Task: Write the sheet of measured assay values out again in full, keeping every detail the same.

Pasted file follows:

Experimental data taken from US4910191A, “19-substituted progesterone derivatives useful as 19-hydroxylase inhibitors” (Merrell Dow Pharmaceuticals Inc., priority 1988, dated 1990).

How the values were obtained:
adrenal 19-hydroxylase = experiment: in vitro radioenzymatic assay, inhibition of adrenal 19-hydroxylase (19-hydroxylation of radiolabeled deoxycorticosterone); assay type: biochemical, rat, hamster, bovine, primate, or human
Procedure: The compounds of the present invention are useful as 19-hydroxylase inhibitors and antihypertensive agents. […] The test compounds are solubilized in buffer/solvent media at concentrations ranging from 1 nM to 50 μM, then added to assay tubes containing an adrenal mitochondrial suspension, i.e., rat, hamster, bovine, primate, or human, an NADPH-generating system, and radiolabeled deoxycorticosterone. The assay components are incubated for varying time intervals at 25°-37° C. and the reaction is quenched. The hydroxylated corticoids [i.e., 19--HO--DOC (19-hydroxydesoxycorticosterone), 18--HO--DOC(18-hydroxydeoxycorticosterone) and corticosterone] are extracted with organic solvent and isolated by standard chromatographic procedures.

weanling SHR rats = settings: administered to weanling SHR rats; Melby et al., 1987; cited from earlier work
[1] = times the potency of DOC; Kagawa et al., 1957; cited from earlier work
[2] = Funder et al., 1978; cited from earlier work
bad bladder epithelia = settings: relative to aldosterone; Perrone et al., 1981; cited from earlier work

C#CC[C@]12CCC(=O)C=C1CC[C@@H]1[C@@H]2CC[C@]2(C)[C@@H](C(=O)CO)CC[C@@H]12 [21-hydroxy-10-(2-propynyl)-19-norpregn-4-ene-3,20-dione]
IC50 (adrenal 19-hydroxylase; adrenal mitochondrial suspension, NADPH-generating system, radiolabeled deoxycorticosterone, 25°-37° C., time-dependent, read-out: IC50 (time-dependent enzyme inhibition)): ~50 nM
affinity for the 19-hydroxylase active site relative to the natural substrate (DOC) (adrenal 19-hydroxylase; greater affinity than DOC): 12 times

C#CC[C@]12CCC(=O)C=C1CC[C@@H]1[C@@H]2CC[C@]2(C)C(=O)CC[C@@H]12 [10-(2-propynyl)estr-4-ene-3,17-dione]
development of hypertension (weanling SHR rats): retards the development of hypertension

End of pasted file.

Experimental data taken from US4910191A, “19-substituted progesterone derivatives useful as 19-hydroxylase inhibitors” (Merrell Dow Pharmaceuticals Inc., priority 1988, dated 1990).

How the values were obtained:
adrenal 19-hydroxylase = experiment: in vitro radioenzymatic assay, inhibition of adrenal 19-hydroxylase (19-hydroxylation of radiolabeled deoxycorticosterone); assay type: biochemical, rat, hamster, bovine, primate, or human
Procedure: The compounds of the present invention are useful as 19-hydroxylase inhibitors and antihypertensive agents. […] The test compounds are solubilized in buffer/solvent media at concentrations ranging from 1 nM to 50 μM, then added to assay tubes containing an adrenal mitochondrial suspension, i.e., rat, hamster, bovine, primate, or human, an NADPH-generating system, and radiolabeled deoxycorticosterone. The assay components are incubated for varying time intervals at 25°-37° C. and the reaction is quenched. The hydroxylated corticoids [i.e., 19--HO--DOC (19-hydroxydesoxycorticosterone), 18--HO--DOC(18-hydroxydeoxycorticosterone) and corticosterone] are extracted with organic solvent and isolated by standard chromatographic procedures.

weanling SHR rats = settings: administered to weanling SHR rats; Melby et al., 1987; cited from earlier work
[1] = times the potency of DOC; Kagawa et al., 1957; cited from earlier work
[2] = Funder et al., 1978; cited from earlier work
bad bladder epithelia = settings: relative to aldosterone; Perrone et al., 1981; cited from earlier work

C#CC[C@]12CCC(=O)C=C1CC[C@@H]1[C@@H]2CC[C@]2(C)[C@@H](C(=O)CO)CC[C@@H]12 [21-hydroxy-10-(2-propynyl)-19-norpregn-4-ene-3,20-dione]
IC50 (adrenal 19-hydroxylase; adrenal mitochondrial suspension, NADPH-generating system, radiolabeled deoxycorticosterone, 25°-37° C., time-dependent, read-out: IC50 (time-dependent enzyme inhibition)): ~50 nM
affinity for the 19-hydroxylase active site relative to the natural substrate (DOC) (adrenal 19-hydroxylase; greater affinity than DOC): 12 times

C#CC[C@]12CCC(=O)C=C1CC[C@@H]1[C@@H]2CC[C@]2(C)C(=O)CC[C@@H]12 [10-(2-propynyl)estr-4-ene-3,17-dione]
development of hypertension (weanling SHR rats): retards the development of hypertension